Developmental changes in startle reactivity in school-age children at risk for and with actual anxiety disorder
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The present study examined the development of elevated startle reactivity in anticipation of mild anxiogenic procedures in school-age children with current anxiety disorders and in those at-risk for their development due to parental anxiety. Startle blink reflexes and skin conductance responses were assessed in 7 to 12 year old anxious children (N=21), non-anxious children at-risk for anxiety by virtue of parental anxiety disorder status (N=16) and non-anxious control children of non-anxious parents (N=13). Responses were elicited by 28 auditory startle stimuli presented prior to undertaking mild anxiogenic laboratory procedures. Results showed that group differences in startle reactivity differed as a function of children's age. Relative to control children for whom age had no effect, startle reflex magnitude in anticipation of anxiogenic procedures increased across the 7 to 12 years age range in children at-risk for anxiety disorders, whereas elevations in startle reactivity were already manifest from a younger age in children with anxiety disorders. These findings may suggest an underlying vulnerability that becomes manifest with development in offspring of anxious parents as the risk for anxiety disorders increases.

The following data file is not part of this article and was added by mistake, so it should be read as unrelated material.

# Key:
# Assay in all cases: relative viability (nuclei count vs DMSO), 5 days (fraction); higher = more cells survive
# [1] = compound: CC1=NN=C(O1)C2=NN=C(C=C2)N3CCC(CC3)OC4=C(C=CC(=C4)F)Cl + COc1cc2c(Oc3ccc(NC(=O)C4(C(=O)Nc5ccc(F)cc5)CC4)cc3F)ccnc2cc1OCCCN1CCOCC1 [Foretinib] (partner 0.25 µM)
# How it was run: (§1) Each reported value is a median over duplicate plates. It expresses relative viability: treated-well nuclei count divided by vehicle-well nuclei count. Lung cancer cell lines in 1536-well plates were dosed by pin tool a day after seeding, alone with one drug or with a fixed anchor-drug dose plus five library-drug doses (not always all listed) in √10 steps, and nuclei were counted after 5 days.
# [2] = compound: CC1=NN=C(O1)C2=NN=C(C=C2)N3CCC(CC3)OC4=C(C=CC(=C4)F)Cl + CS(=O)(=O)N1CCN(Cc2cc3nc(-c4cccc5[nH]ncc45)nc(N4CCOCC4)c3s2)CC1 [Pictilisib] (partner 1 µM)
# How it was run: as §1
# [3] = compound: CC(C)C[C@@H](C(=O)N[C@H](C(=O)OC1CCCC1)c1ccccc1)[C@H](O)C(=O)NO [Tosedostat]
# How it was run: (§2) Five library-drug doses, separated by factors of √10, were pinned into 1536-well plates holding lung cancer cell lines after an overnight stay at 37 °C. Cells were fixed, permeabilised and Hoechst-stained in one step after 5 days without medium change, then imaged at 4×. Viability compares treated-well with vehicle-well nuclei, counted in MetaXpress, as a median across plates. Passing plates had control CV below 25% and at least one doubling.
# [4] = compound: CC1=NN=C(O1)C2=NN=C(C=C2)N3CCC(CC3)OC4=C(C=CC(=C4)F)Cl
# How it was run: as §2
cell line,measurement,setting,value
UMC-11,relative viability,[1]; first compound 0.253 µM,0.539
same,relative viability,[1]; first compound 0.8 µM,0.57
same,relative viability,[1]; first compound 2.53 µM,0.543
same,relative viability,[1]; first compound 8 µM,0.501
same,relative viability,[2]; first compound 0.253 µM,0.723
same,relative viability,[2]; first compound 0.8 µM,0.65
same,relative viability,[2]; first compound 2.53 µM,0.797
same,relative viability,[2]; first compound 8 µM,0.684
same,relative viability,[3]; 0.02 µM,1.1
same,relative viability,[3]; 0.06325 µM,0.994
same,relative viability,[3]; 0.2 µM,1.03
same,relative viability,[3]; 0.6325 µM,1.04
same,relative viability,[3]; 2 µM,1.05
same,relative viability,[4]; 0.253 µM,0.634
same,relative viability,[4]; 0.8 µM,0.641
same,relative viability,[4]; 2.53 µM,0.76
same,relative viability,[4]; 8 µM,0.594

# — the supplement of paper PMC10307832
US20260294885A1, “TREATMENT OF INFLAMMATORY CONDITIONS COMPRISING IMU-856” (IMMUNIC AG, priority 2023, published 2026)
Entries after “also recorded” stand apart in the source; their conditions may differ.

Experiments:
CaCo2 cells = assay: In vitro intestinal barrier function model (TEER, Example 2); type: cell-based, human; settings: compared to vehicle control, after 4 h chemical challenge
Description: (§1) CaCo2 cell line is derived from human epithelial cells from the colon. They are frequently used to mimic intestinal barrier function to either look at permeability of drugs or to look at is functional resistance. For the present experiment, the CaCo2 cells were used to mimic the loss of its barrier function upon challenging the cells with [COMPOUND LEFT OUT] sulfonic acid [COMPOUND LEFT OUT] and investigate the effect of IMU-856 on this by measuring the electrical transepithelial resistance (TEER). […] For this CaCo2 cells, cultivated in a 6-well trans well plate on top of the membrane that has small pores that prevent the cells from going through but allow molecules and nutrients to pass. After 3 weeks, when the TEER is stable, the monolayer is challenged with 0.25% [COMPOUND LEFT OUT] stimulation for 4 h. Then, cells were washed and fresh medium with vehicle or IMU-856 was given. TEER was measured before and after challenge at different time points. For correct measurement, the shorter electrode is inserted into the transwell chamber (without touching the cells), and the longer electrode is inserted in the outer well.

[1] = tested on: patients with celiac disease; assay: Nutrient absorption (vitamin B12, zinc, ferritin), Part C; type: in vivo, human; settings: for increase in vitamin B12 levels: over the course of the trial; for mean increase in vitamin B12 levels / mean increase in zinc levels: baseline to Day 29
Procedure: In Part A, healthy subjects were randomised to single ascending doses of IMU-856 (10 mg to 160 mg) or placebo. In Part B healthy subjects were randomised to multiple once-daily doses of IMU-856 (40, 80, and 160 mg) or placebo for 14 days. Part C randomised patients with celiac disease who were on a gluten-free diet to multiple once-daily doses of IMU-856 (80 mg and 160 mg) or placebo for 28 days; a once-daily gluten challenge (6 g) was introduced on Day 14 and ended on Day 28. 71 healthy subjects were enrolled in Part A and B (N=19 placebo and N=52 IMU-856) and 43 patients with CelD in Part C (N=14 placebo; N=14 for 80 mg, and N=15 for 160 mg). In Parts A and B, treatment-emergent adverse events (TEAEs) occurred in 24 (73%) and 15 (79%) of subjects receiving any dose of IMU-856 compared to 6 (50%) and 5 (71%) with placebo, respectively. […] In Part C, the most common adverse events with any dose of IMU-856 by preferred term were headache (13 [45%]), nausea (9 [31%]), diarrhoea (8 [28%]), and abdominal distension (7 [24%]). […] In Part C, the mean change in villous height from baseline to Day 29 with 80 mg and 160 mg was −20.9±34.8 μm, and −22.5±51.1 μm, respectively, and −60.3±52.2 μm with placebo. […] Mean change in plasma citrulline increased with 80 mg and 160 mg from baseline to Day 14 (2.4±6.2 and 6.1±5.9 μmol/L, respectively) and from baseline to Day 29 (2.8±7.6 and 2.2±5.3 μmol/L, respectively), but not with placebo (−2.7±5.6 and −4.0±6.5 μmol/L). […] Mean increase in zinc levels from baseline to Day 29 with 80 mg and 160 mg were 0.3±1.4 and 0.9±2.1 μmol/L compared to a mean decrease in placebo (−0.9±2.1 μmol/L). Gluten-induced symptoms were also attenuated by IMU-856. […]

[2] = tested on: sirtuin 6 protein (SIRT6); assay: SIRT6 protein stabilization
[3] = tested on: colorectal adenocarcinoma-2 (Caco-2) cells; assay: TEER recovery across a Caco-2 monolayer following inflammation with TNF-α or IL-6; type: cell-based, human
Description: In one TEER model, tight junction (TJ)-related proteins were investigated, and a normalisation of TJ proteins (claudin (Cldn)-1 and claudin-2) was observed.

International Journal of Psychophysiology
Biological Psychology (Neuropsychology, Psychopharmacology, Physiological Psychology)